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Niagara-on-the-Lake
Saturday, November 26, 2022
Retired planner will miss co-workers but not ‘years’of council meetings

Director of community and development services Craig Larmour has retired after five years with the Town of Niagara-on-the-Lake.

“Working with staff, that’s been my favourite aspect of the job,” Larmour said in an interview.

“I always appreciate council and the residents, but working with staff, that is what I will miss the most.”

Larmour, 54, grew up in the Niagara region, spending his formative years in Dunnville on the shores of the Grand River.

He worked for 27 years as a planner for various municipalities throughout the region before the opportunity to be head planner brought him to NOTL in 2016.

The graduate of Brock University now lives in Fonthill with his wife of 27 years. 

The first thing he is planning to do in his retirement is travel with his daughter to Chicago where she is studying women's ministries at the Moody Bible Institute.

True to his profession, Larmour admires the planning he sees in other cities.

“They have done an outstanding job going back 100 years of planning in Chicago, with the Chicago River running through the middle of the city,” he said.

Larmour is also a big fan of the planning evident in ancient Italian cities.

“There’s nothing like Rome, right? It’s insane. And Florence. The city is just, you know, when you have a couple thousand years to plan and the Roman Empire to do most of it for you,” he said.

“And when a ruling body can just do whatever they want and they don’t have to worry about public consultation, you get amazing things,” Larmour said with a laugh.

He is hoping to do some world travelling with his wife once COVID-19 restrictions relax.

“We always planned Europe or something like that, maybe Hawaii,” Larmour said.

“Something a little more exotic than Wainfleet.”

Larmour said one thing he will miss most about NOTL is the residents' passion about development in the community.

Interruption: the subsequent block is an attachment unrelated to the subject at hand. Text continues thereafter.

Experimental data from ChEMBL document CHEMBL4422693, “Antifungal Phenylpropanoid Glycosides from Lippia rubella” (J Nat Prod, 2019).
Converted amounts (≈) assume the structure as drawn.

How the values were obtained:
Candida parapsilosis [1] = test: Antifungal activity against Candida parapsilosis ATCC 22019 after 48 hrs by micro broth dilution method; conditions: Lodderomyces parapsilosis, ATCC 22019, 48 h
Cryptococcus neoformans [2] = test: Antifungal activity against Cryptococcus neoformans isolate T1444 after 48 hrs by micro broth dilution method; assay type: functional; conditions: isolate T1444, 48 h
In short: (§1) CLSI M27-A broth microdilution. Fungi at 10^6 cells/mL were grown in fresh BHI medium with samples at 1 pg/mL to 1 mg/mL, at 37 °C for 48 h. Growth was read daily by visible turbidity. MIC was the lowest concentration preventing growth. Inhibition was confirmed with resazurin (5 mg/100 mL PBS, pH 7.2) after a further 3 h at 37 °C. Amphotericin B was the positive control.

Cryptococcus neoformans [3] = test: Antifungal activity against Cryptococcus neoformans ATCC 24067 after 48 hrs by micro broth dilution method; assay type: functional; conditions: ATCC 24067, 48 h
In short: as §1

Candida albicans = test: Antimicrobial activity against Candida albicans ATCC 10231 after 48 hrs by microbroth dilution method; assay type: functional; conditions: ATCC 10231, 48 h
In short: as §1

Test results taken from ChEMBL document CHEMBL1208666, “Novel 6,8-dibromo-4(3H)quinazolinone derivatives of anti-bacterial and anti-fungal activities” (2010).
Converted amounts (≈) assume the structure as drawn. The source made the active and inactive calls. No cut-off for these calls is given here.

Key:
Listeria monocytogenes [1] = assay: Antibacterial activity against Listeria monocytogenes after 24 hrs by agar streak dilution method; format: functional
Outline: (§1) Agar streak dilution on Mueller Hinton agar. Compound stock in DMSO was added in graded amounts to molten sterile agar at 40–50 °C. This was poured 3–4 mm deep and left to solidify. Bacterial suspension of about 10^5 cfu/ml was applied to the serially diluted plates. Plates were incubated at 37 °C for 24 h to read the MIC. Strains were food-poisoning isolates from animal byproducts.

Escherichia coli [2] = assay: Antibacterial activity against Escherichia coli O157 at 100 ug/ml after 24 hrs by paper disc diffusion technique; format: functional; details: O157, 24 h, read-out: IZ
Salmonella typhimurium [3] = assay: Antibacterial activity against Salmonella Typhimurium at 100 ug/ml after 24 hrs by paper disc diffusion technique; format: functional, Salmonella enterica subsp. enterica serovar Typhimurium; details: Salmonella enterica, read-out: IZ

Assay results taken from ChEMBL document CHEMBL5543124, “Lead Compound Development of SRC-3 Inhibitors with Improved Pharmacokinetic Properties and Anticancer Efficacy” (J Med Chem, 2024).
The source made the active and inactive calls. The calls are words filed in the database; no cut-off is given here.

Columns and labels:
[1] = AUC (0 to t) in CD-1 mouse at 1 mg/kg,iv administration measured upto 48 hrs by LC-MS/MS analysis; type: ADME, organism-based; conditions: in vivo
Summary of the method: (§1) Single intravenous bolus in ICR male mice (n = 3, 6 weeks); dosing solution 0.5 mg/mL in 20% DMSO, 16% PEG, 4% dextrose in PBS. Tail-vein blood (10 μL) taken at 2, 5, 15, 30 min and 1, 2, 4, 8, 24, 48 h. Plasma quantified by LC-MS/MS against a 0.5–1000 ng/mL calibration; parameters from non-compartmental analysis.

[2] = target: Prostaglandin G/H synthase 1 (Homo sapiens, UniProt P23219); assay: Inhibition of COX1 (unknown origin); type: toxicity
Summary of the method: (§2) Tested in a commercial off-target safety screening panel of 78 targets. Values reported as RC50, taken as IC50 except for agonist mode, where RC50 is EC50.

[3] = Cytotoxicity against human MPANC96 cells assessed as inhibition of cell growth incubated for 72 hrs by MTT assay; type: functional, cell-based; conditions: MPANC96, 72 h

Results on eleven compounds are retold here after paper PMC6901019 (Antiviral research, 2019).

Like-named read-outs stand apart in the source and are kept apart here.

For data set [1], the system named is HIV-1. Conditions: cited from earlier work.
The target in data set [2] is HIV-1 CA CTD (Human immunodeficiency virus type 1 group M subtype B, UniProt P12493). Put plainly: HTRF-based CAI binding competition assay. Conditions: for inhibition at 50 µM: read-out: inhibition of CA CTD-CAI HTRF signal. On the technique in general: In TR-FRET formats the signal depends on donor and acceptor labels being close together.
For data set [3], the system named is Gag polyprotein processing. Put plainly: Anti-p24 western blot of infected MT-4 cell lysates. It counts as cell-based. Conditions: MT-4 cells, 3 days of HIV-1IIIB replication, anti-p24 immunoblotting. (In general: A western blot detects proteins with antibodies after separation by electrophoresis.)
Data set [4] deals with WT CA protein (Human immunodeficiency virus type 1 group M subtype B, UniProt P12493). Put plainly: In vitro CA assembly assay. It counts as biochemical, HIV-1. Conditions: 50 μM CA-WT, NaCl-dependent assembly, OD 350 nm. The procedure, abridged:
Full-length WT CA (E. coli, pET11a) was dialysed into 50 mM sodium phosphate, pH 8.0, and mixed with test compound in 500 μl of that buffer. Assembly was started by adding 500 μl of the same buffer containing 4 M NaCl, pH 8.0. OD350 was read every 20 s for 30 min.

“I will miss the level of public engagement. It’s a passionate council and public and I do appreciate that. I appreciate the care that council has for its constituents and the municipality as a whole,” he said.

“And I do appreciate the public and the experience and knowledge they bring.” 

Dealing with the demanding public wasn’t all roses for Larmour.

“It’s kind of a double-edged sword. It can be frustrating at times but that’s probably more a reflection of me and my expectations rather than the public wanting to be involved,” he said.

NOTL is a town that attracts successful people and Larmour said he understands residents want to continue their engagement with where they live after they have retired.

“They want to find a way to become invested and to contribute to the town. So, with that lens, if I understand that that’s the public's intention, it becomes easier to have conversations with them and share information and listen to each other,” he said.

“It’s not like they are trying to create painful moments for me in my life. They’re just trying to be involved and contribute.”

There's one thing Larmour definitely won’t miss in retirement.

“Council meetings,” he said.

“I mean, the whole of my 32 years (as a planner) I have basically been in council meetings three out of four Monday nights a month. So, I’ve probably spent years in council meetings,” he said with a laugh.

Larmour plans to keep busy in retirement with his longtime hobbies of running, cycling. weight lifting and volunteering. 

“I’m starting to volunteer at Rose City Kids in Welland,” he said.

The child-focused charity provides a safe place for kids to “experience God’s love and grace no matter who they are,” the organization's website says.

“They really serve the underprivileged families and kids. They bring about 500 kids in on a Saturday,” Larmour said.

“They do some Bible lessons, feed them food, provide support to the families, gifts for the kids at Christmas. That sort of thing. It’s a program that is amazing.”

After three decades as a planner, Larmour said it isn’t development projects that he is most proud of.

“It’s more about the relationships I’ve built along the way,” he said.

“I remember when somebody has succeeded or when somebody has moved onto a bigger career to another municipality, or are elevated inside of the organization.”

“Those are the memories for me that are most important.”